Monday, 22 July 2013

Fun with Scala/Play, Part 2 (In Asynchronous Which Get We)

As promised, we need to convert our painfully old-fashioned single-threaded pinger into something asynchronous.

Let's look at some output (classic timing code kludged into Part 1's solution - you don't need to see it):
Pinging 'http://www.bar.net'
Pinged 'http://www.bar.net' - got result: 'HTTP/1.1 200 OK' in 440ms
Pinging 'http://www.baz.com'
Pinged 'http://www.baz.com' - got result: 'HTTP/1.1 200 OK' in 240ms
Pinging 'http://www.zomg.com'
Pinged 'http://www.zomg.com' - got result: 'HTTP/1.1 200 OK' in 230ms
Pinging 'http://fe.zomg.com'
Pinged 'http://fe.zomg.com' - got result: 'HTTP/1.1 200 OK' in 242ms
Entire operation took 1155ms
Realistically, we should be constrained only by the slowest element (just like school, right?) and so our "Entire operation" time should be something like 450ms, give or take. Let's fix this up.

I'll be using Play's WS features to achieve this, which means that as a bonus, I get to drop my dependency on Apache HTTP Client. Nothing against it, but less code (even somebody else's) is always better code. Smaller code search-space, smaller deployment artifact, win!

With a lot of help from the Play Async doco and the Akka Futures explanation, I came up with the following changes to the previous single-threaded solution:
  trait Pingable extends Addressable {
    def ping : Future[(String, String, Long)] = {
      println("Pinging '" + address + "'")
      val startTime = Platform.currentTime
      WS.url( address ).get().map { response =>
        val endTime = Platform.currentTime
        val time = endTime - startTime
        println("Pinged '" + address + "' - got result: '" + response.status + "' in " + time + "ms")
        (address, response.statusText, time)
      }
    }
  }

  def sendPing = Action {
    val pingTargets = configuration.getStrings("targets")

    val startTime = Platform.currentTime

    val futurePingResults : List[Future[(String, String, Long)]]  = pingTargets.map( _ ping)
    Async {
      val results = Future.sequence(futurePingResults)
      results.map { tuples =>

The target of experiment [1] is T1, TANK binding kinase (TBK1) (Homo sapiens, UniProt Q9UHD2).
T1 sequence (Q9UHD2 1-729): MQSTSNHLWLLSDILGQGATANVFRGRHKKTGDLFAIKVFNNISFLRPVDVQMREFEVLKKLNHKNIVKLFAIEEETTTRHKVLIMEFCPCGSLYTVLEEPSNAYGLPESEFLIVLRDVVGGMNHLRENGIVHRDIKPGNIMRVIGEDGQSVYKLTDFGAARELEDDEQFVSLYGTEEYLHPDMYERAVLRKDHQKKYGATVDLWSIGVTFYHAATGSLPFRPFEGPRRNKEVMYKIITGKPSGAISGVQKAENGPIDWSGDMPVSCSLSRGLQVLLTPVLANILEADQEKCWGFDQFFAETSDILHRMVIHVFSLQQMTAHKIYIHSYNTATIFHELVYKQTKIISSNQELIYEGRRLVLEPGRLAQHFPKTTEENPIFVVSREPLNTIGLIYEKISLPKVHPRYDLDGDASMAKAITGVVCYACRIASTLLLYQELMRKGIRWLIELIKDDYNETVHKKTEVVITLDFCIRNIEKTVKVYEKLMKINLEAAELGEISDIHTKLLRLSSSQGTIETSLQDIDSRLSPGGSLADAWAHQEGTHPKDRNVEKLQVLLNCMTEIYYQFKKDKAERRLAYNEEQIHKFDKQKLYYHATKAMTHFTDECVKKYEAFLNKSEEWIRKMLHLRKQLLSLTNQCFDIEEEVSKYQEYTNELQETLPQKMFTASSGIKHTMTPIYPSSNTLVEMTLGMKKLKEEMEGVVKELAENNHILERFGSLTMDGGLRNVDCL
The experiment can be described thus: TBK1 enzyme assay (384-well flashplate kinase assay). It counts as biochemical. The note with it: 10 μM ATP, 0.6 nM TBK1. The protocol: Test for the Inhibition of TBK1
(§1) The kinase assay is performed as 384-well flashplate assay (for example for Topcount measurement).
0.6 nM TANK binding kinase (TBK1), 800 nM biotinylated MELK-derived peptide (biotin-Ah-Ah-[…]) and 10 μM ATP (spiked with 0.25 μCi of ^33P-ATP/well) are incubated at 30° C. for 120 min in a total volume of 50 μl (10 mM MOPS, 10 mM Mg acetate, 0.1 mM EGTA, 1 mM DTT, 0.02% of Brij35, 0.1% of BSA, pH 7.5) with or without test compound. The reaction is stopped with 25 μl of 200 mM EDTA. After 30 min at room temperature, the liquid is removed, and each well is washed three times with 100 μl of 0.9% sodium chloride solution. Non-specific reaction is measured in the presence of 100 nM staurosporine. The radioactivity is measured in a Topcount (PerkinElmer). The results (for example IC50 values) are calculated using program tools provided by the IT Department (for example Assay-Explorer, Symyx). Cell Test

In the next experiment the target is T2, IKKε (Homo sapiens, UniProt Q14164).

val endTime = Platform.currentTime
        val time = endTime - startTime
        println("Entire operation took " + time + "ms")
        Ok(html.ping(tuples))
      }
    }
  }
Things to note:
  • ping() now returns a Future Tuple3, which will eventually hold the address, status and ping response time
  • This is the result of calling map on the WS's get() which is already returning a Future - we're essentially just massaging the actual return type to the one we want
  • The pingTargets.map() call is unchanged, only its return type (stated explicitly for clarity) has altered
  • The Async block tells Play that we'll be dealing with Futures from here on
  • And, perhaps least obviously, but most importantly of all, the Future.sequence has the very important task of translating a List of Future triples into a Future List of triples, giving us just one thing to wait for instead of many
All this gives:
Pinging 'http://www.foo.net'
Pinging 'http://www.bar.net'
Pinging 'http://www.baz.com'
Pinging 'http://www.zomg.com'
Pinging 'http://fe.zomg.com'
Pinged 'http://www.foo.net' - got result: '200' in 226ms
Pinged 'http://www.bar.net' - got result: '200' in 427ms
Pinged 'http://www.zomg.com' - got result: '200' in 435ms
Pinged 'http://www.baz.com' - got result: '200' in 441ms
Pinged 'http://fe.zomg.com' - got result: '200' in 458ms
Entire operation took 463ms


Aaaand, strut :-)

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